Jean Ross, co-president of National Nurses United, discusses the institutional context behind the recent overnight price hike of Daraprim.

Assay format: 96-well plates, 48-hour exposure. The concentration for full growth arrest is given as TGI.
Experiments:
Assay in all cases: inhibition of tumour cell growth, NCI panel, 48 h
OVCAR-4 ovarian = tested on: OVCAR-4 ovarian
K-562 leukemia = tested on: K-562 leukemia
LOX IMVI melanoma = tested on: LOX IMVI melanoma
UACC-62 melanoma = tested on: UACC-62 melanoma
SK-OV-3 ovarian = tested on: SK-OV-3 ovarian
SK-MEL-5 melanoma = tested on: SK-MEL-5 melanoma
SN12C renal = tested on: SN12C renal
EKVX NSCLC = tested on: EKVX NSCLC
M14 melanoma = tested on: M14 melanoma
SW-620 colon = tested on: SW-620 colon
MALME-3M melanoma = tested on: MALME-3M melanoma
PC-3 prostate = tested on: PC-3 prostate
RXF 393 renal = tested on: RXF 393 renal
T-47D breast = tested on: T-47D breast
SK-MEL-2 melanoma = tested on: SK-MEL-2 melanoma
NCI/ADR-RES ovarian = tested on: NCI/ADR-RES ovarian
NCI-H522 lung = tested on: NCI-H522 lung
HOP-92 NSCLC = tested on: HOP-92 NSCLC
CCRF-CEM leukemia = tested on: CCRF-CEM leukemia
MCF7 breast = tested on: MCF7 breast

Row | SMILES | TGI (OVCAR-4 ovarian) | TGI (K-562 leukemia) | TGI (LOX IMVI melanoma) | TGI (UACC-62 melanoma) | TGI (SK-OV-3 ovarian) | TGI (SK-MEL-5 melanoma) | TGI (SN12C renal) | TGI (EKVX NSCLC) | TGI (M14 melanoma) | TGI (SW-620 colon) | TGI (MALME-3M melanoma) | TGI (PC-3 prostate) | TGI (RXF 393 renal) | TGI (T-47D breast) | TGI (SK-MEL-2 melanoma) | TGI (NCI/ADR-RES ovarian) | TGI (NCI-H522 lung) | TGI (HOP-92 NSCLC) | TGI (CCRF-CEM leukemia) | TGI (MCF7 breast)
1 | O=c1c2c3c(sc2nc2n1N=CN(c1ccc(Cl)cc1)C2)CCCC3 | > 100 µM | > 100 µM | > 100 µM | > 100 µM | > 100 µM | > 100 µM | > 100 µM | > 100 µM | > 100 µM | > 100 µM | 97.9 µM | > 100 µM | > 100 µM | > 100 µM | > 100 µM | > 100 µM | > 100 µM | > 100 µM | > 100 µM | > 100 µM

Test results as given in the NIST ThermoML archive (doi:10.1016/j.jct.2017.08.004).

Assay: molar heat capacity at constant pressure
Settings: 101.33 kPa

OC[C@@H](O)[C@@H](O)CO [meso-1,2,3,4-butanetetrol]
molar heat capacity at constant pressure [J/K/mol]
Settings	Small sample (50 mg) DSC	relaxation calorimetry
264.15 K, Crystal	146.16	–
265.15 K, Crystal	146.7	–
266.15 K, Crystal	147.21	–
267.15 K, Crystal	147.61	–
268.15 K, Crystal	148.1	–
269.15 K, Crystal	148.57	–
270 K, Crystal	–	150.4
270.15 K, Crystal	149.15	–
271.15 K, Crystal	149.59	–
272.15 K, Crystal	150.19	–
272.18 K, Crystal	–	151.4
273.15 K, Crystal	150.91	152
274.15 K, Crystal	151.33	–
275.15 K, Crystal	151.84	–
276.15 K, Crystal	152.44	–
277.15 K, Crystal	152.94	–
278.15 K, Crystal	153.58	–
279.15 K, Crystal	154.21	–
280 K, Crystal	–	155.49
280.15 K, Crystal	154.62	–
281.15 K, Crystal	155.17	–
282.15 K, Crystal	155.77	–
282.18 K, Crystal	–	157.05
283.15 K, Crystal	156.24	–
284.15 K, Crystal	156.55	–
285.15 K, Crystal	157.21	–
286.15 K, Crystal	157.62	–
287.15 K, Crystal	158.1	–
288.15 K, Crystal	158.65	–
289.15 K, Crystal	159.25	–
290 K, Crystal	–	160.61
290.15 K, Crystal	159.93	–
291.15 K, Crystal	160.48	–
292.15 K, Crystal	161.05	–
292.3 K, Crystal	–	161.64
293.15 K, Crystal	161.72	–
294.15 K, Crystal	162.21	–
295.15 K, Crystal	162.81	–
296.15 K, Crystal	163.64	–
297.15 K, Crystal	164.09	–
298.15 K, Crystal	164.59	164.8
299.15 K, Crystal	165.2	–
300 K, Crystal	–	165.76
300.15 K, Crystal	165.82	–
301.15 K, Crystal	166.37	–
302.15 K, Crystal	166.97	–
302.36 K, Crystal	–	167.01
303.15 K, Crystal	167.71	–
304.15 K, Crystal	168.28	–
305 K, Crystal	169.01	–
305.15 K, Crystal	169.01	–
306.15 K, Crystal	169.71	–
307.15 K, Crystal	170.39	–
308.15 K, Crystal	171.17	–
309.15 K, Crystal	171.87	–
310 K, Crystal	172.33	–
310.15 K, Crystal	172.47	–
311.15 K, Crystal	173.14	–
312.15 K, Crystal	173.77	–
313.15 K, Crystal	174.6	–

JARED BALL, PRODUCER, TRNN: Welcome back, everyone, to the Real News Network. I’m Jared Ball here in Baltimore. Another national firestorm over healthcare-related issues has been spurred this week by the revelation that Martin Shkreli and Turing Pharmaceuticals have increased the cost of a drug they acquired from $13.50 per pill to $750 per pill, more than a 5,000 percent overnight increase. Here is Shkreli defending his decision. MARTIN SHKRELI: $13.50, and you only need less than 100 pills. So you know, at the end of the day, the price per course of treatment to save your life was only $1,000. And we know these days modern pharmaceuticals, cancer drugs can cost $100,000 or more. Rare disease drugs can cost half a million dollars. Daraprim is still underpriced relative to its peers. If there’s a company that was selling an Aston Martin at the price of a bicycle, and we buy that company and we ask to charge Toyota prices, I don’t think that should be a crime. We’re simply charging the right price that the markets missed, prior owners have missed, and we’re doing something very good with those profits, we’re putting them right back in the patients’ hands. BALL: To discuss this and its context is Jean Ross, co-President of National Nurses United. Jean, welcome to the Real News. JEAN ROSS: I’m glad to be here. BALL: So isn’t the real problem here not what Shkreli has done, but that he could do it at all? As he said–as he’s also said, this is what others do and have done all the time, and that his price increase of the drug Daraprim doesn’t even in any way make it the most expensive drug on the market, and that for him to stay profitable, such an increase was absolutely necessary. What do you think about his argument and this context that he’s now drawing from to defend himself? ROSS: Well, it’s ludicrous. He knows it, and most Americans recognize that now, too. What they’re doing is putting the cost of all kinds of other things in an effort to bring their profit up to–and the profit is never enough. It’s the sky’s the limit. So it’s another example of a system that has failed us. We see it every day in our patients. They’re the ones that suffer. The system has failed us. It’s rigged. And when people say, you know, why would somebody do what this company did, I always answer the same: because they can. There’s nothing to stop them. BALL: I mean, and that’s sort of my point. I mean, here’s a guy who comes out of the hedge fund world, someone who’s looking to make a profit and take advantage of the so-called or nominally free market environment in which all this is taking place. Isn’t that–so my question really is, isn’t that the real problem here? That this guy is, as easy it may be for people to see what he’s done and to not like him or this individual act, he is drawing as I said initially on the context that this is legal, this is acceptable, this is the environment in which our pharmaceutical and healthcare industries operate, and this is something that I’m assuming you and your union are concerned about and in some small way, if not a large way, trying to respond to or address. ROSS: Exactly. It’s, you know, you said from time immemorial, you know, healthcare is a human right. You shouldn’t be allowed to profit on someone’s not-wellbeing. You shouldn’t be allowed to profit on someone’s suffering. And so the whole system needs to be overhauled. That is why we are so solidly in support of a single-payer system, as is Bernie Sanders. Big reason why we support him. And the reasons that the drug companies give us for charging what they do, it’s fine to say over and over as so many, for example, banksters have done recently, but it was legal. Nobody cares anymore. The system is bad. That it was legal doesn’t matter. The point is it’s wrong. We all know it’s wrong. And people are suffering because of it. Bernie Sanders has a very comprehensive plan that talks about decoupling the research funding, the profits that you get from that, and also his single-payer plan and then doing what we should have done before we outlawed being able to bargain over prices like the VA system [has] been allowed to do for years. BALL: So we know that you’ve come out early in support of Bernie Sanders, as you mentioned, and his defense of single-payer. One, are you all hopeful that he and his Democratic party can actually bring about a single-payer plan, even were he elected? We know that Barack Obama at one point supported single-payer as an idea, then got elected and that went away. So I’m wondering if you all have a particular relationship with Bernie or a plan in place, should he actually ascend to the presidency, to be able to actually push him to do this. And then if you also would just take a quick moment to explain for anybody who might not understand why a single-payer healthcare system would take care of this and many other issues as a problem. ROSS: Bernie Sanders, of course, is our candidate because he believes in movement politics. You will hear him say this isn’t about Bernie Sanders, this is about all of us. And he’s correct. The only thing that has changed things for the better in this country is some sort of a people’s movement. And yes, I do believe we can achieve that. This is the beginning of it. People, I think, are fed up enough. Bernie’s ideas are clearly in alignment with ours. Healthcare is a basic human right. There’s no reason on earth for people to continue to suffer. And if we all get on board and get up and do something, that includes electing Bernie, it includes electing people who actually will get the job done, even if they’re outsiders, getting them into office. And then once they are in office, holding them to their promises. I don’t believe we even did that with Obama. As excited as people were to support him, and I went out and stumped for him, I don’t think we have learned yet to do what we learned decades ago, which is to hold people’s feet to the fire once they’re in office. BALL: We also know that today, Tuesday night, Hillary Clinton will announce her plan to address this concern, and apparently her healthcare proposal. But Jean Ross, just very quickly–we only have a short moment here. Could you just quickly explain why a single-payer healthcare system would solve this as a crisis? This cost of drug, of pharmaceuticals and other issues related to healthcare? Why would single-payer be successful in addressing this as a concern? ROSS: You start with a basic premise. Your premise is that healthcare is a basic human right, and everybody should have it. That’s where the ACA has failed. We set about to make sure that people could get insurance coverage. That isn’t what nurses want, that isn’t what people need. It’s healthcare for all, and I do mean for everybody. If you look at other countries and how they are able to keep their healthcare costs down, I think probably the lion’s share of that is administrative cost. You can take something simple in our country, like the VA system, and although it’s been under attack I will tell you that it’s been very successful. And one of the reasons why is if you tell me that in other countries they may spend ten cents on the dollar in administration, we would spend, and these are just figures that I’m saying for argument’s sake, 50 cents on the dollar. Because you have all these different insurance companies who all do things their own way, who all hire people to shuffle papers, who all have people denying healthcare coverage so you have to keep reapplying and reapplying. Those things eat up costs. And we are not healthier for it. So single-payer isn’t just a way in which to curb our costs. Single-payer is a belief that all people deserve healthcare in this country and are entitled to it, and once you make that decision you fund it, just like you do public education. BALL: Jean Ross, thanks again for joining us here at the Real News. ROSS: You’re very welcome. BALL: And thanks again to all of you for joining us here at the Real News Network. And as always, I’m Jared Ball here in Baltimore. And for everyone here involved, as always we say, as Fred Hampton used to say, to you peace if you’re willing to fight for it. Peace, everybody. Catch you in the whirlwind.